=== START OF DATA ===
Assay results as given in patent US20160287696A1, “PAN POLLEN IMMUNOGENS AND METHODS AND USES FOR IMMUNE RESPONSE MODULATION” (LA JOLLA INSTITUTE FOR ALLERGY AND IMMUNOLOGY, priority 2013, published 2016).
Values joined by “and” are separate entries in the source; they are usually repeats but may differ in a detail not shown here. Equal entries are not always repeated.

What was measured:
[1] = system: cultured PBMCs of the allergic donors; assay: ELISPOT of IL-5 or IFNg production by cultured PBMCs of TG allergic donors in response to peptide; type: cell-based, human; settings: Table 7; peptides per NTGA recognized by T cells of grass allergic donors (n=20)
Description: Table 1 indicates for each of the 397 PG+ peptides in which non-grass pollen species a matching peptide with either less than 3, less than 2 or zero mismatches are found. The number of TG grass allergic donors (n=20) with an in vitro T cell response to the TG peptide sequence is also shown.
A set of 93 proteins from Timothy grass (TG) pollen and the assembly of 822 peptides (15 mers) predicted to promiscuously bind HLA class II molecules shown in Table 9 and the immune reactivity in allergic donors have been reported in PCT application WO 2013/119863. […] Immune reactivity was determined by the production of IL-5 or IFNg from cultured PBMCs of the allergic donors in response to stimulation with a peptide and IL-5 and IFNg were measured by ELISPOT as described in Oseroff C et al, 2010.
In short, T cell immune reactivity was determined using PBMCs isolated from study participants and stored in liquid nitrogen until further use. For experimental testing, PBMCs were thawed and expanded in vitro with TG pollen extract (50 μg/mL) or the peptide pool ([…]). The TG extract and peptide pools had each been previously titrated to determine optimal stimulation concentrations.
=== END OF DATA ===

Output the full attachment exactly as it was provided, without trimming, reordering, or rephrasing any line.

Assay results as given in patent US20160287696A1, “PAN POLLEN IMMUNOGENS AND METHODS AND USES FOR IMMUNE RESPONSE MODULATION” (LA JOLLA INSTITUTE FOR ALLERGY AND IMMUNOLOGY, priority 2013, published 2016).
Values joined by “and” are separate entries in the source; they are usually repeats but may differ in a detail not shown here. Equal entries are not always repeated.

What was measured:
[1] = system: cultured PBMCs of the allergic donors; assay: ELISPOT of IL-5 or IFNg production by cultured PBMCs of TG allergic donors in response to peptide; type: cell-based, human; settings: Table 7; peptides per NTGA recognized by T cells of grass allergic donors (n=20)
Description: Table 1 indicates for each of the 397 PG+ peptides in which non-grass pollen species a matching peptide with either less than 3, less than 2 or zero mismatches are found. The number of TG grass allergic donors (n=20) with an in vitro T cell response to the TG peptide sequence is also shown.
A set of 93 proteins from Timothy grass (TG) pollen and the assembly of 822 peptides (15 mers) predicted to promiscuously bind HLA class II molecules shown in Table 9 and the immune reactivity in allergic donors have been reported in PCT application WO 2013/119863. […] Immune reactivity was determined by the production of IL-5 or IFNg from cultured PBMCs of the allergic donors in response to stimulation with a peptide and IL-5 and IFNg were measured by ELISPOT as described in Oseroff C et al, 2010.
In short, T cell immune reactivity was determined using PBMCs isolated from study participants and stored in liquid nitrogen until further use. For experimental testing, PBMCs were thawed and expanded in vitro with TG pollen extract (50 μg/mL) or the peptide pool ([…]). The TG extract and peptide pools had each been previously titrated to determine optimal stimulation concentrations.